In Grover’s imagination, however, the Ganga does, in fact, make Banaras special. “Ganga, as feminine energy, balances out the masculine Shiva. Banaras is just as male-dominated as any other North Indian city, but because of the Ganga there is a softness. There is nuance. It engineers a femininity in language. I could spend an extra hour just listening to Banarasis talk. Thankfully, they all love to talk so much.” Though Grover recalls Banaras wasn’t safe for his female colleagues after sundown, he does add, “I know I say this because I’m a man, but Banaras, for me, will always be the first real city I saw.”
Back in Bombay, I find myself scanning the pages of Eck’s India: A Sacred Geography. I’m still looking for the epiphany that eluded me on Assi. In a chapter she dedicates to Shiva, Eck writes of Banaras: “The cramped lanes of this dense city eventually open onto the spacious steps leading to the river, like clutched hands releasing their offerings of flowers into the stream. The intensity and the calm, the business of life and death, go together.” Eck’s writing is evocative, but for the first time, I confess to being underwhelmed. For years, I had followed a map she had drawn. She had made one of the world’s oldest cities seem even older. While I marvelled at her Banaras, though, I could never inhabit it. This time around, Banarasis showed me a Banaras that exceeded my literature. Suddenly, the city was not just one I pondered, it was a place I felt. The joys of everyday Banaras, I found, surpassed the delights of its mythical self.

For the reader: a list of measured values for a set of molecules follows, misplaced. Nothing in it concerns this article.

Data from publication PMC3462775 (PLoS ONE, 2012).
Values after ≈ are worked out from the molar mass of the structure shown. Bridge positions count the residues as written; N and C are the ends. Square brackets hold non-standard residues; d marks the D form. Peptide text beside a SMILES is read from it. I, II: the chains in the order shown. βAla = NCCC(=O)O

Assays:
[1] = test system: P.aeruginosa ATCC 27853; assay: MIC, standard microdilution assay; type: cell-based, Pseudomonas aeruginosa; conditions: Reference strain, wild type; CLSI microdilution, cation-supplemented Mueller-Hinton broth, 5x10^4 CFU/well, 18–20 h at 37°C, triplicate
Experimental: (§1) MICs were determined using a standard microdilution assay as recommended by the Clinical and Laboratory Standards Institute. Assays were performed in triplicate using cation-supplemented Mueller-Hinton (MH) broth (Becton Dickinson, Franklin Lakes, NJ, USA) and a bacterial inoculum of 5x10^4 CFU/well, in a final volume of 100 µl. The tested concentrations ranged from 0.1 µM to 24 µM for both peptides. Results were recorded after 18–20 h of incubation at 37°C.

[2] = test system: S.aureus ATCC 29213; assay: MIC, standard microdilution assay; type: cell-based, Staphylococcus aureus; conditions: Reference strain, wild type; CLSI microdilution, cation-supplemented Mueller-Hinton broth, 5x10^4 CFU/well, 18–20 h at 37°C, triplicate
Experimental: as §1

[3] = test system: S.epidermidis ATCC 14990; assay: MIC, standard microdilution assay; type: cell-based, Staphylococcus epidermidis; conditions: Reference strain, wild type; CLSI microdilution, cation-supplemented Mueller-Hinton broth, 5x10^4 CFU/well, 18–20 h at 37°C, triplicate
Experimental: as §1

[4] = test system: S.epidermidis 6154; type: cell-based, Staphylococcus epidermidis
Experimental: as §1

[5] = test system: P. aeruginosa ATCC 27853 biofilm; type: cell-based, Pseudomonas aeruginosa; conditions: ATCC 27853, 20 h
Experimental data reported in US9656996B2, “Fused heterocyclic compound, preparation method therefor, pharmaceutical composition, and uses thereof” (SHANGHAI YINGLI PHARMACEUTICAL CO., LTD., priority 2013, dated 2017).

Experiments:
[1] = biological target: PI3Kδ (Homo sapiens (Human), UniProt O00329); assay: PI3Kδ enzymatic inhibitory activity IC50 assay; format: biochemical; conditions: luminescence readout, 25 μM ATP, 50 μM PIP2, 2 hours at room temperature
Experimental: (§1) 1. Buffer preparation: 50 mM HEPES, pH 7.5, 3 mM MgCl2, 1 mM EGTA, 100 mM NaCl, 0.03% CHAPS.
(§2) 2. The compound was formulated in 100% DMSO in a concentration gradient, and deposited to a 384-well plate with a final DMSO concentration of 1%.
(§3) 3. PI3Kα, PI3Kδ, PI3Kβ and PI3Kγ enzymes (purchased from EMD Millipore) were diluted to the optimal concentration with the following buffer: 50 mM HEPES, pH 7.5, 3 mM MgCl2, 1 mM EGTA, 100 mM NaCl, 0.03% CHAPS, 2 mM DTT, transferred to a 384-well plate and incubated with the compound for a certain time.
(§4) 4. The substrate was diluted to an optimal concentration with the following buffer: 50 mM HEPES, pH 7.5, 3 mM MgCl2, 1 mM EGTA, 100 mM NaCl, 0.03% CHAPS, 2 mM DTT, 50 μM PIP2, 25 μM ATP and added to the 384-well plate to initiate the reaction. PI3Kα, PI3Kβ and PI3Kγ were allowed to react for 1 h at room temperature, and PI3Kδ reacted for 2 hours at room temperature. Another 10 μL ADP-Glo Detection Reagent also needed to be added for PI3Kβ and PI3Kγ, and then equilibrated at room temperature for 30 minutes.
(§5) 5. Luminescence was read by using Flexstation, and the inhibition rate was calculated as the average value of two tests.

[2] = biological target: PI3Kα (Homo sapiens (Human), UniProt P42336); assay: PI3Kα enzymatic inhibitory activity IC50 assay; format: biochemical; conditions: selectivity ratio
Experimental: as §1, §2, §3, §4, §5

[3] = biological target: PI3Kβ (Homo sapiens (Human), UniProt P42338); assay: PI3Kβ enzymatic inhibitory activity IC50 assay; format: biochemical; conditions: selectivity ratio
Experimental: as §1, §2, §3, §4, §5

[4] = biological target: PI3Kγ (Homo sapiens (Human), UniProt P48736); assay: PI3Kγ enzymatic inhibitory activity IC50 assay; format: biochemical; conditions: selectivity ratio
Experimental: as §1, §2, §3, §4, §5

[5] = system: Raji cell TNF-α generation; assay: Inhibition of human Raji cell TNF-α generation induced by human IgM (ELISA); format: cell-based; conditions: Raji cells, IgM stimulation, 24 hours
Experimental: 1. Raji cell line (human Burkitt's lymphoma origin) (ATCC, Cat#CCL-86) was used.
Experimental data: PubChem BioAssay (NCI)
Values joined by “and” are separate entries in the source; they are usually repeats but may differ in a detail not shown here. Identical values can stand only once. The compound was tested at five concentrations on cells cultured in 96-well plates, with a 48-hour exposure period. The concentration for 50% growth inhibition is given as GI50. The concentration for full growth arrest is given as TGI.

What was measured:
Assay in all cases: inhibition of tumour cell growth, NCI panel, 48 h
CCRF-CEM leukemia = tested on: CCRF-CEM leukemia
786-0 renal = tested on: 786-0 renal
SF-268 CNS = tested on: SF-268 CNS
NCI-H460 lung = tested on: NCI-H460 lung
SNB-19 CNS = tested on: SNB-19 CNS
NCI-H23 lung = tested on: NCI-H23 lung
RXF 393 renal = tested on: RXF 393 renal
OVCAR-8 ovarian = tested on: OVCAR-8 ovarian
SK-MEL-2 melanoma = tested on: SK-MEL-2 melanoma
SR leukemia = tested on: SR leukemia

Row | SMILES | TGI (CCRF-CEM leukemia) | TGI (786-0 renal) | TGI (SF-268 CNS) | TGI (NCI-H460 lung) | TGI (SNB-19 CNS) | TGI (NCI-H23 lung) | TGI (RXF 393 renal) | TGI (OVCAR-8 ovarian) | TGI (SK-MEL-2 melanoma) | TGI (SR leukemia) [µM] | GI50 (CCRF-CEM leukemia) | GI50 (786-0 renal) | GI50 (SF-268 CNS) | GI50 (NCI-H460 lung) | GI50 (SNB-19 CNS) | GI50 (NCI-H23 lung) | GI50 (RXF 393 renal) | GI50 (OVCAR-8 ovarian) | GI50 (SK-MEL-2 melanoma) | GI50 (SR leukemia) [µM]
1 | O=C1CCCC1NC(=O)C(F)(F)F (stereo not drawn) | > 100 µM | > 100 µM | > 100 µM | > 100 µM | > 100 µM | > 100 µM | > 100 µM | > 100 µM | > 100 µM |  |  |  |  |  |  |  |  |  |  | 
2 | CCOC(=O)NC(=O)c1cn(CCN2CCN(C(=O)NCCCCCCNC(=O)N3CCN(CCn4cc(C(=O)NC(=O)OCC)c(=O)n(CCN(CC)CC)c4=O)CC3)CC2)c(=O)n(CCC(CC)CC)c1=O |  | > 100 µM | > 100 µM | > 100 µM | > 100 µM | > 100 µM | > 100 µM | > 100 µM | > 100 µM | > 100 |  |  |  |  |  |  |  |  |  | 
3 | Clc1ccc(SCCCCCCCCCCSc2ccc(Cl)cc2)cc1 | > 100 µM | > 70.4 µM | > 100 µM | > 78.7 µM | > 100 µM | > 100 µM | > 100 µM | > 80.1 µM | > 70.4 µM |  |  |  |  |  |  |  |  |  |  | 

This essay was published in Jan-Mar 2019 issue.